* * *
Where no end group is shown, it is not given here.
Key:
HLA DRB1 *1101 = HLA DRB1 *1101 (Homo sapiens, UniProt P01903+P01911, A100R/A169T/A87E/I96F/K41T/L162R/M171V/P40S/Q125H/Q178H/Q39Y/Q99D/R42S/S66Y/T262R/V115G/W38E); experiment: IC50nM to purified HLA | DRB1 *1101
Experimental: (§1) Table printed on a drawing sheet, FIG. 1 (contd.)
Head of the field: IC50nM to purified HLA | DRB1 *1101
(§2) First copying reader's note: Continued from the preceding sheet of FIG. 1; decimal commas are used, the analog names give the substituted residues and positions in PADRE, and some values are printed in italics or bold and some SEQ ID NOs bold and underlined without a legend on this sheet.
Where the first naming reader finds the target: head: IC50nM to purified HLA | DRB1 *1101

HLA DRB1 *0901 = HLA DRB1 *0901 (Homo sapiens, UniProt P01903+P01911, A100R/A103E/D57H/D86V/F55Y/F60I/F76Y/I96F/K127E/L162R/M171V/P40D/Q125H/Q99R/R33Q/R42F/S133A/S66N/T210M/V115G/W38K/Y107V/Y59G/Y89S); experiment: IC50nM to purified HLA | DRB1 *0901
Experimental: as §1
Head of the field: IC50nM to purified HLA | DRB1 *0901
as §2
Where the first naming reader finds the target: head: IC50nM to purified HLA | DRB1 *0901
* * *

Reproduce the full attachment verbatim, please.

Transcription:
Where no end group is shown, it is not given here.
Key:
HLA DRB1 *1101 = HLA DRB1 *1101 (Homo sapiens, UniProt P01903+P01911, A100R/A169T/A87E/I96F/K41T/L162R/M171V/P40S/Q125H/Q178H/Q39Y/Q99D/R42S/S66Y/T262R/V115G/W38E); experiment: IC50nM to purified HLA | DRB1 *1101
Experimental: (§1) Table printed on a drawing sheet, FIG. 1 (contd.)
Head of the field: IC50nM to purified HLA | DRB1 *1101
(§2) First copying reader's note: Continued from the preceding sheet of FIG. 1; decimal commas are used, the analog names give the substituted residues and positions in PADRE, and some values are printed in italics or bold and some SEQ ID NOs bold and underlined without a legend on this sheet.
Where the first naming reader finds the target: head: IC50nM to purified HLA | DRB1 *1101

HLA DRB1 *0901 = HLA DRB1 *0901 (Homo sapiens, UniProt P01903+P01911, A100R/A103E/D57H/D86V/F55Y/F60I/F76Y/I96F/K127E/L162R/M171V/P40D/Q125H/Q99R/R33Q/R42F/S133A/S66N/T210M/V115G/W38K/Y107V/Y59G/Y89S); experiment: IC50nM to purified HLA | DRB1 *0901
Experimental: as §1
Head of the field: IC50nM to purified HLA | DRB1 *0901
as §2
Where the first naming reader finds the target: head: IC50nM to purified HLA | DRB1 *0901